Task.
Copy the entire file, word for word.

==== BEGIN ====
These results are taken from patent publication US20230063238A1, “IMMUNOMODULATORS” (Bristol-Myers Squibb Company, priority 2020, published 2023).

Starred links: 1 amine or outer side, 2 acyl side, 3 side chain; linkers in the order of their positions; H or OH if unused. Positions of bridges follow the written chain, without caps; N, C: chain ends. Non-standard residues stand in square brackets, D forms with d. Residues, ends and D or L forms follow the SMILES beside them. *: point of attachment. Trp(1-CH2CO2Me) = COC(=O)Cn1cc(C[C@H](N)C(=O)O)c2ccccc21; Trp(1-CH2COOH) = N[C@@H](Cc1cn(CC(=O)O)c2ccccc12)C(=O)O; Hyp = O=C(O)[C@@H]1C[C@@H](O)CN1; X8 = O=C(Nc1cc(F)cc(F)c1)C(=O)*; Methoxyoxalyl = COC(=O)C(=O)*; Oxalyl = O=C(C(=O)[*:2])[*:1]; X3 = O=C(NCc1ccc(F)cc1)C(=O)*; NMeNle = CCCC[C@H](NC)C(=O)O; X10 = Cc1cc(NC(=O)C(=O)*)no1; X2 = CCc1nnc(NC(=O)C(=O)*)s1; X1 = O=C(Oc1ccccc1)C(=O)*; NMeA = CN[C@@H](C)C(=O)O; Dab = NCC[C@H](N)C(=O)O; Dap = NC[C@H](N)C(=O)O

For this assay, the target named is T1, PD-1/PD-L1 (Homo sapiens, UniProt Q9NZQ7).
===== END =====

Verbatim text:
These results are taken from patent publication US20230063238A1, “IMMUNOMODULATORS” (Bristol-Myers Squibb Company, priority 2020, published 2023).

Starred links: 1 amine or outer side, 2 acyl side, 3 side chain; linkers in the order of their positions; H or OH if unused. Positions of bridges follow the written chain, without caps; N, C: chain ends. Non-standard residues stand in square brackets, D forms with d. Residues, ends and D or L forms follow the SMILES beside them. *: point of attachment. Trp(1-CH2CO2Me) = COC(=O)Cn1cc(C[C@H](N)C(=O)O)c2ccccc21; Trp(1-CH2COOH) = N[C@@H](Cc1cn(CC(=O)O)c2ccccc12)C(=O)O; Hyp = O=C(O)[C@@H]1C[C@@H](O)CN1; X8 = O=C(Nc1cc(F)cc(F)c1)C(=O)*; Methoxyoxalyl = COC(=O)C(=O)*; Oxalyl = O=C(C(=O)[*:2])[*:1]; X3 = O=C(NCc1ccc(F)cc1)C(=O)*; NMeNle = CCCC[C@H](NC)C(=O)O; X10 = Cc1cc(NC(=O)C(=O)*)no1; X2 = CCc1nnc(NC(=O)C(=O)*)s1; X1 = O=C(Oc1ccccc1)C(=O)*; NMeA = CN[C@@H](C)C(=O)O; Dab = NCC[C@H](N)C(=O)O; Dap = NC[C@H](N)C(=O)O

For this assay, the target named is T1, PD-1/PD-L1 (Homo sapiens, UniProt Q9NZQ7).